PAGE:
Intersex is a general term used for a variety of conditions in which a person is born with a reproductive or sexual anatomy that doesn’t fit the typical binary of male or female. People who are intersex have reproductive or genital anatomy that doesn’t fit into an exclusively male or female (binary) “sex” classification. This may be apparent at birth or not develop until later. You may never notice and only find out about this after a surgery or imaging test.

Being intersex is not a disorder, disease, or condition; so, the terminology “Disorder of sexual development” (DSD) is inappropriate. Some people use “Differences in Sexual Development,” but most people who are intersex prefer the term “intersex.” Some people who are intersex choose gender affirmation options if their gender doesn’t match the one they were assigned at birth. Some people who are intersex consider their gender to be intersex. Others identify as female, male, non-binary, or a different gender. Being intersex does not affect your sexual orientation. A person who is intersex may be transgender or gender expansive or non-binary if their gender identity doesn’t match the sex they were assigned or raised as.

At Rebirth Health Center, we see many intersex patients. Being intersex may affect your genitals, chromosomes, hormones, reproductive system, ovaries/testicles (gonads). About 1 in 100 Americans are intersex, and around 2% of people worldwide have intersex traits. There are more than 40 different intersex variations that can affect you in different ways. Some intersex traits can be genetically inherited or can happen due to changes to an androgen hormone receptor gene, hormone exposure during embryo development, or missing part of a chromosome.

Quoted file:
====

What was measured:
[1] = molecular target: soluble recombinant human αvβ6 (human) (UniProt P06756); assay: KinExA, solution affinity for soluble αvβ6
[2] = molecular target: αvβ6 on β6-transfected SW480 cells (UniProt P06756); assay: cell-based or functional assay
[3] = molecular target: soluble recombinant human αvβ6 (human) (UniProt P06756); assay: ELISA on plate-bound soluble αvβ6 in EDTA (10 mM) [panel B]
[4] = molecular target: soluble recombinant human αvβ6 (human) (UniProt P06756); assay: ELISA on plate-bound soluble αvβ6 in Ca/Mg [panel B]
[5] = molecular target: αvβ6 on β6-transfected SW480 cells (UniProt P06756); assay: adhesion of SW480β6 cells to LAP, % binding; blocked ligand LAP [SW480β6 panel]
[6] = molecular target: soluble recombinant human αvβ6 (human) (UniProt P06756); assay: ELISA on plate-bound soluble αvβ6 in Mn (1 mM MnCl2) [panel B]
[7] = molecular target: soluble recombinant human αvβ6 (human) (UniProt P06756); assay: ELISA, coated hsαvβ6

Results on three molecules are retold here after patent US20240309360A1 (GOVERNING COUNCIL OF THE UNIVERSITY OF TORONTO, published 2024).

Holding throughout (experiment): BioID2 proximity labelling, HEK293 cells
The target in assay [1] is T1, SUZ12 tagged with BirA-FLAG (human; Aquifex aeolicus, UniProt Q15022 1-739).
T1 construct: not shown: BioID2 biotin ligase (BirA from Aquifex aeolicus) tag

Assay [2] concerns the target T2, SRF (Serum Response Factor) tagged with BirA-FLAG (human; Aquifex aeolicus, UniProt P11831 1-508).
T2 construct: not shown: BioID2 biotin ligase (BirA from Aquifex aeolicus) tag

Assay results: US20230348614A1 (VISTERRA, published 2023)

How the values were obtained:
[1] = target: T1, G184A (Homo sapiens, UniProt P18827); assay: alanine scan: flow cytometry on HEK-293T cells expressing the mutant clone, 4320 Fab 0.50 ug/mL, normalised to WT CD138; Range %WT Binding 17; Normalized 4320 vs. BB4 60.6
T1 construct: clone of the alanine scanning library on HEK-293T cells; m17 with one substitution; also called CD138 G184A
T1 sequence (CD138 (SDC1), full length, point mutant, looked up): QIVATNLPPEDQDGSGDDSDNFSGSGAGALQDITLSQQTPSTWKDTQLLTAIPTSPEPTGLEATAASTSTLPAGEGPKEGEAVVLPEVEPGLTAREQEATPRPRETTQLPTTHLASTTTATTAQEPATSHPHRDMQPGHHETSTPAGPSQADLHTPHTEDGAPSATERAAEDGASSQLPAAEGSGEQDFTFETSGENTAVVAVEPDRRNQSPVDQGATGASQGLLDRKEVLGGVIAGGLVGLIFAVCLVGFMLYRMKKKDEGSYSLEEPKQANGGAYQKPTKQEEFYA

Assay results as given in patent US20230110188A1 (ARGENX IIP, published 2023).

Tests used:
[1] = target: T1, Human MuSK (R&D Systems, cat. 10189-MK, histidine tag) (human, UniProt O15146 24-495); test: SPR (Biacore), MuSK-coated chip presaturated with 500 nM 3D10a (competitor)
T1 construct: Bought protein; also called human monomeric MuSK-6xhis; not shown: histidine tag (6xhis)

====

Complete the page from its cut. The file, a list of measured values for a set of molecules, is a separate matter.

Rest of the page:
The most common intersex traits are due to a different combination of chromosomes; everyone inherits sex-linked chromosomes from their parents. People who are intersex may have a mix of chromosomes. Other traits are mixed genitals and sex organs, for example, having ovarian and testicular tissue or having external genitals associated with being assigned male at birth but having internal reproductive anatomy closely associated with being assigned female at birth.

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If you are a person who is intersex, you don’t require any surgery unless you choose it. In the past, children who were intersex underwent surgery to make their genitals match the sex they were assigned at birth or to remove reproductive anatomy (like gonadal tissue) that doesn’t match their assigned sex. These intersex surgeries often take place before you are 2 years old. The risks of intersex surgery can include decreased sexual function, infertility, scarring, urinary incontinence, and frequent urinary tract infections. Surgery may cause trauma if a person later identifies as a different gender than their surgically assigned sex. This can lead to anxiety, depression, and gender dysphoria. We at Rebirth believe these surgeries are unnecessary and have caused harm to many of our patients. It is important to let children choose whether to get surgeries or treatments, and which ones, when they are old enough to make that choice and can give informed consent.